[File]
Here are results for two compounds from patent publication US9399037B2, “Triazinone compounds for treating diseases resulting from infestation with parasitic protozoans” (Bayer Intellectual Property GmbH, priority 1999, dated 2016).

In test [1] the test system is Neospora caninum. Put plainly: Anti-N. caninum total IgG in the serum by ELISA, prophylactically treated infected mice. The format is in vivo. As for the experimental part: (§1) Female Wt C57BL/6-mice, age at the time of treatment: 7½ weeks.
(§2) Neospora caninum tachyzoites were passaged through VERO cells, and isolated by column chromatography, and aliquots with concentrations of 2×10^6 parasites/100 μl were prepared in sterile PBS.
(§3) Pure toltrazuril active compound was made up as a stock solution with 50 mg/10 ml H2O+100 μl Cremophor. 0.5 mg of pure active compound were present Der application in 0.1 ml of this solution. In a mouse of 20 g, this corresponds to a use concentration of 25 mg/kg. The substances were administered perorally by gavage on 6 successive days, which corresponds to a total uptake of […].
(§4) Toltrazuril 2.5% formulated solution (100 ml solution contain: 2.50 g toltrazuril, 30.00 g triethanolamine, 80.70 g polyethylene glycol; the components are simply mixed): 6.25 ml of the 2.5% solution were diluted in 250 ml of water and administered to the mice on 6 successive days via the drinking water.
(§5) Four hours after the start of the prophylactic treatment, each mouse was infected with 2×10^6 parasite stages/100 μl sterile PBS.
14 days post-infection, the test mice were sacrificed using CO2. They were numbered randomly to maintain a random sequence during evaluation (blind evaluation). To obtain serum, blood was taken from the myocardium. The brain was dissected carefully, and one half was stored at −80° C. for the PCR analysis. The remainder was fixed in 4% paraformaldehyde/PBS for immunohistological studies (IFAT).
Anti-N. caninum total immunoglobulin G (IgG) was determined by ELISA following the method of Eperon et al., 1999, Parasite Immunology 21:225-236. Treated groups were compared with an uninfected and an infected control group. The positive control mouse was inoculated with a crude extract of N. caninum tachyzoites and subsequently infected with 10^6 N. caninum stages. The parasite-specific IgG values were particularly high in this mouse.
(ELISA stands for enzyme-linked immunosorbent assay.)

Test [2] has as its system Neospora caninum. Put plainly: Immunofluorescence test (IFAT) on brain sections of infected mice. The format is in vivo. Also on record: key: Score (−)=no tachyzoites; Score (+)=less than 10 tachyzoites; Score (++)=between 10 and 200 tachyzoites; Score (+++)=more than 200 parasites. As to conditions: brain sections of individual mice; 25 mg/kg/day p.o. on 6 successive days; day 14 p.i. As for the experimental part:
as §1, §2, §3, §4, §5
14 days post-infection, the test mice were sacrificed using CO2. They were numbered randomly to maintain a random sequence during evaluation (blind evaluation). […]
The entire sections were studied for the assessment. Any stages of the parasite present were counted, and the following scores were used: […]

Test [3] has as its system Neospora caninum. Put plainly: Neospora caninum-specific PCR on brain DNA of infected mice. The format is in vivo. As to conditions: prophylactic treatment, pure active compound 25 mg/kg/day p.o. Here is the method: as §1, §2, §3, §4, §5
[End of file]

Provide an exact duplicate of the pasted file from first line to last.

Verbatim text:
Here are results for two compounds from patent publication US9399037B2, “Triazinone compounds for treating diseases resulting from infestation with parasitic protozoans” (Bayer Intellectual Property GmbH, priority 1999, dated 2016).

In test [1] the test system is Neospora caninum. Put plainly: Anti-N. caninum total IgG in the serum by ELISA, prophylactically treated infected mice. The format is in vivo. As for the experimental part: (§1) Female Wt C57BL/6-mice, age at the time of treatment: 7½ weeks.
(§2) Neospora caninum tachyzoites were passaged through VERO cells, and isolated by column chromatography, and aliquots with concentrations of 2×10^6 parasites/100 μl were prepared in sterile PBS.
(§3) Pure toltrazuril active compound was made up as a stock solution with 50 mg/10 ml H2O+100 μl Cremophor. 0.5 mg of pure active compound were present Der application in 0.1 ml of this solution. In a mouse of 20 g, this corresponds to a use concentration of 25 mg/kg. The substances were administered perorally by gavage on 6 successive days, which corresponds to a total uptake of […].
(§4) Toltrazuril 2.5% formulated solution (100 ml solution contain: 2.50 g toltrazuril, 30.00 g triethanolamine, 80.70 g polyethylene glycol; the components are simply mixed): 6.25 ml of the 2.5% solution were diluted in 250 ml of water and administered to the mice on 6 successive days via the drinking water.
(§5) Four hours after the start of the prophylactic treatment, each mouse was infected with 2×10^6 parasite stages/100 μl sterile PBS.
14 days post-infection, the test mice were sacrificed using CO2. They were numbered randomly to maintain a random sequence during evaluation (blind evaluation). To obtain serum, blood was taken from the myocardium. The brain was dissected carefully, and one half was stored at −80° C. for the PCR analysis. The remainder was fixed in 4% paraformaldehyde/PBS for immunohistological studies (IFAT).
Anti-N. caninum total immunoglobulin G (IgG) was determined by ELISA following the method of Eperon et al., 1999, Parasite Immunology 21:225-236. Treated groups were compared with an uninfected and an infected control group. The positive control mouse was inoculated with a crude extract of N. caninum tachyzoites and subsequently infected with 10^6 N. caninum stages. The parasite-specific IgG values were particularly high in this mouse.
(ELISA stands for enzyme-linked immunosorbent assay.)

Test [2] has as its system Neospora caninum. Put plainly: Immunofluorescence test (IFAT) on brain sections of infected mice. The format is in vivo. Also on record: key: Score (−)=no tachyzoites; Score (+)=less than 10 tachyzoites; Score (++)=between 10 and 200 tachyzoites; Score (+++)=more than 200 parasites. As to conditions: brain sections of individual mice; 25 mg/kg/day p.o. on 6 successive days; day 14 p.i. As for the experimental part:
as §1, §2, §3, §4, §5
14 days post-infection, the test mice were sacrificed using CO2. They were numbered randomly to maintain a random sequence during evaluation (blind evaluation). […]
The entire sections were studied for the assessment. Any stages of the parasite present were counted, and the following scores were used: […]

Test [3] has as its system Neospora caninum. Put plainly: Neospora caninum-specific PCR on brain DNA of infected mice. The format is in vivo. As to conditions: prophylactic treatment, pure active compound 25 mg/kg/day p.o. Here is the method: as §1, §2, §3, §4, §5